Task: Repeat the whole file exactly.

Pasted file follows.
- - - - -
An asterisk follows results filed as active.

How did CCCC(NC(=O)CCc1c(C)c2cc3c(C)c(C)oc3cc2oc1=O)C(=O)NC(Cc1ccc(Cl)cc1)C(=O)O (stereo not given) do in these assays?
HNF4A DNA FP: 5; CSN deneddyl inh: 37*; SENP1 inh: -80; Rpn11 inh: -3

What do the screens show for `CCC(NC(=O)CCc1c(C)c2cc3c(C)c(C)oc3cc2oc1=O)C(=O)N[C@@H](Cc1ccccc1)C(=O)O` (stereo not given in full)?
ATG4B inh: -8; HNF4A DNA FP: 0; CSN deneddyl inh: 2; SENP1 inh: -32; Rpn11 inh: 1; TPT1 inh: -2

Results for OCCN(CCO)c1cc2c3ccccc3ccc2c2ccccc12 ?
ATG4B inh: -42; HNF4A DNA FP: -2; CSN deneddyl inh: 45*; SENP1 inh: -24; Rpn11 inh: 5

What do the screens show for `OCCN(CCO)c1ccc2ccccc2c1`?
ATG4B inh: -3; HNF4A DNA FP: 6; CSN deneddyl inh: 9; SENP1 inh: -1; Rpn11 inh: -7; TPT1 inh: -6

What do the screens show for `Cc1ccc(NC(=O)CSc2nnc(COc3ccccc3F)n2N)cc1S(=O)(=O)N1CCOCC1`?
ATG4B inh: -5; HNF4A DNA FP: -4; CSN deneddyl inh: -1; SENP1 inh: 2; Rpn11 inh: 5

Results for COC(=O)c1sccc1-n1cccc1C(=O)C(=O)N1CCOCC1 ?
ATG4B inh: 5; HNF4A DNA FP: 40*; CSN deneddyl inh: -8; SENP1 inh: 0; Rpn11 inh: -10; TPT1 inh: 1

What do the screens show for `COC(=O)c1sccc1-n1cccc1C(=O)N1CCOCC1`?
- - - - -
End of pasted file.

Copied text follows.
An asterisk follows results filed as active.

How did CCCC(NC(=O)CCc1c(C)c2cc3c(C)c(C)oc3cc2oc1=O)C(=O)NC(Cc1ccc(Cl)cc1)C(=O)O (stereo not given) do in these assays?
HNF4A DNA FP: 5; CSN deneddyl inh: 37*; SENP1 inh: -80; Rpn11 inh: -3

What do the screens show for `CCC(NC(=O)CCc1c(C)c2cc3c(C)c(C)oc3cc2oc1=O)C(=O)N[C@@H](Cc1ccccc1)C(=O)O` (stereo not given in full)?
ATG4B inh: -8; HNF4A DNA FP: 0; CSN deneddyl inh: 2; SENP1 inh: -32; Rpn11 inh: 1; TPT1 inh: -2

Results for OCCN(CCO)c1cc2c3ccccc3ccc2c2ccccc12 ?
ATG4B inh: -42; HNF4A DNA FP: -2; CSN deneddyl inh: 45*; SENP1 inh: -24; Rpn11 inh: 5

What do the screens show for `OCCN(CCO)c1ccc2ccccc2c1`?
ATG4B inh: -3; HNF4A DNA FP: 6; CSN deneddyl inh: 9; SENP1 inh: -1; Rpn11 inh: -7; TPT1 inh: -6

What do the screens show for `Cc1ccc(NC(=O)CSc2nnc(COc3ccccc3F)n2N)cc1S(=O)(=O)N1CCOCC1`?
ATG4B inh: -5; HNF4A DNA FP: -4; CSN deneddyl inh: -1; SENP1 inh: 2; Rpn11 inh: 5

Results for COC(=O)c1sccc1-n1cccc1C(=O)C(=O)N1CCOCC1 ?
ATG4B inh: 5; HNF4A DNA FP: 40*; CSN deneddyl inh: -8; SENP1 inh: 0; Rpn11 inh: -10; TPT1 inh: 1

What do the screens show for `COC(=O)c1sccc1-n1cccc1C(=O)N1CCOCC1`?